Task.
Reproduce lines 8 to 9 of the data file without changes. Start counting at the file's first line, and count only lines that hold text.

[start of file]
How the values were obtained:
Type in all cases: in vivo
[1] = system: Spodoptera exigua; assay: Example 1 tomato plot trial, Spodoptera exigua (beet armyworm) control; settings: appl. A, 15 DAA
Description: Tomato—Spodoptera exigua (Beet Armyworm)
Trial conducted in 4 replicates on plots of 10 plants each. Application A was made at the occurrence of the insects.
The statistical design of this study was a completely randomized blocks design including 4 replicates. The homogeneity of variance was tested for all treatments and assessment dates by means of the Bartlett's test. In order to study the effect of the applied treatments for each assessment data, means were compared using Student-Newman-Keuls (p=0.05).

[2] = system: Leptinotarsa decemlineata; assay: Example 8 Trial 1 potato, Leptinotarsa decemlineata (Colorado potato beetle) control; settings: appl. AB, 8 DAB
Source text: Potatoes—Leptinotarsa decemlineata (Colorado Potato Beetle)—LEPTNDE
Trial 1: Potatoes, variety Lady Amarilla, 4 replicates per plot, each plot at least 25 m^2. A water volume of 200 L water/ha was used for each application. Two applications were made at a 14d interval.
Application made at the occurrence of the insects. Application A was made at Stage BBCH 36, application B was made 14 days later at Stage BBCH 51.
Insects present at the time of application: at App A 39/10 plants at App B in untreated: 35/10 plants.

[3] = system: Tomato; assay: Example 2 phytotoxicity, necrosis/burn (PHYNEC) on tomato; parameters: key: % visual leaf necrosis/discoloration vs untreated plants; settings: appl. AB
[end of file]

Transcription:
Source text: Potatoes—Leptinotarsa decemlineata (Colorado Potato Beetle)—LEPTNDE
Trial 1: Potatoes, variety Lady Amarilla, 4 replicates per plot, each plot at least 25 m^2. A water volume of 200 L water/ha was used for each application. Two applications were made at a 14d interval.